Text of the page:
MALAYSIA Tanah Tumpah Darahku


Monday, May 30, 2022


We should not belittle medicines that we do not have the knowledge of and we should be interested in patients who find relief from an alternative branch of medicine. One of the reasons being, we should attempt to understand how a particular type of medication has helped.

However, the one thing that we should be skeptical about is metal therapy. We have seen people suffering from kidney failures and even death, so that is one therapy that we should be avoid.
Several patients have often asked their doctors about the benefits/side-effects of herbal medicines. Herbal treatment is not alien to doctors practicing allopathy.

There is a medication called Rauvolfia serpentia or the Indian snakeroot. It is a species of a flowering plant in the family Apocynaceae and the extracts of this plant has a compound called reserpine, which is used in anti-hypertensive medications. Such compounds cannot be simply called herbal medication. Rather, they should be termed `integrative medicine', the interface between herbs and allopathy.

Simply put, herbal medicines are compounds extracted from herbs. They have been in existence since ancient times. It is worth noting that 25% of the medical molecules available in the US have their origins in herbs and at least 7,000 medical compounds have their origins in plants. Modern molecules such as quinine, aspirin and digitalis - the latter is derived from foxgloves and used to treat heart failure - come from herbal parenthood.

The extracts of several herbs are put into capsules and claimed that these tablets or capsules will act on the body in the same way as the natural substance. This may not be true.

Among the herbs available in the pharmaceutical form and prescribed fairly often is the St John's-wort, which is hypericum perforatum, a flowering plant in the family Hypericaceae, a medicinal herb with antidepressant activity and potent anti-inflammatory properties. Till a few years ago, the general perception was that the medication being herbal, it was well suited to treat such conditions in pregnant women, where pharmacological molecules may be contraindicated because of their effects on the foetus. This, however, does not appear to be correct.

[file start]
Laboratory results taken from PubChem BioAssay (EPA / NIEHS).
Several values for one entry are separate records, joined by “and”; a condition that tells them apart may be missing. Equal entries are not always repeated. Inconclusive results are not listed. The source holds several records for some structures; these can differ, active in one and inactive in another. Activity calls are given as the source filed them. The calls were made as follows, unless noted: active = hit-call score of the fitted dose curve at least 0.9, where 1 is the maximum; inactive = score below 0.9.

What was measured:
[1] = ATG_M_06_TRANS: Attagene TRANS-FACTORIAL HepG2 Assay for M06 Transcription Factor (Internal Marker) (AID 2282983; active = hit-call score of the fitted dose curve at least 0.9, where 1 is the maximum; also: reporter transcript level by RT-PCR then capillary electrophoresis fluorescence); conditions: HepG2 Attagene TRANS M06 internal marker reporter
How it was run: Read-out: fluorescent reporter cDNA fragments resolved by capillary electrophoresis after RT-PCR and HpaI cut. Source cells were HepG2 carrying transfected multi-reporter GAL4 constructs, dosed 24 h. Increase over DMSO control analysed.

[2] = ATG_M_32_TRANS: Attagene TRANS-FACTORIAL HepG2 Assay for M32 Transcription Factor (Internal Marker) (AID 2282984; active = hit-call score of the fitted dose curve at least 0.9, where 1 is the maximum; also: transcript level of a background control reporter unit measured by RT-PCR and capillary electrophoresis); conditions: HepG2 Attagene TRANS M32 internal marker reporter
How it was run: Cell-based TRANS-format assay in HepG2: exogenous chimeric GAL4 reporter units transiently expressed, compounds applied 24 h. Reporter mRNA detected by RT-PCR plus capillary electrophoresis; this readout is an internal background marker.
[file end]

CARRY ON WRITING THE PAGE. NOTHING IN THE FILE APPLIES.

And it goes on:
Another interesting herb is Ma huang, which is known in English as ephedra. It is a medicinal preparation from the plant Ephedra sinica and is widely used by athletes as a performance-enhancing drug and also for weight loss. In recent years, ephedra-containing supplements have been found to be unsafe, following which the US Food and Drug Administration have banned it.

Then there is the hugely popular Malabar tamarind or Garcinia cambogia, a weight loss supplement that people from across the India would vouch for. It is also said to stabilise blood sugar and cholesterol levels.

The Journal of Obesity in 2011 reviewed it and said that people who used it did lose about 2lbs (about 0.9 kg) more compared to those who did not. In 2009, the FDA had cautioned the doctors against its usage because of liver problems but it could not be established that the medication caused such ailments.

One must remember that many medicinal molecules are derived from herbs and when they become pharmacological, they are subject to extensive scrutiny by various organisations. Herbal medicines come under the umbrella of nutraceuticals and there is an impression that all of them are safe for consumption, which may not be true. 

As usual, we remind you to take your Memo Plus Gold daily. It will help to keep you alert and mentally sharp. For more information or to order for Memo Plus Gold, please visit : https://oze.my.

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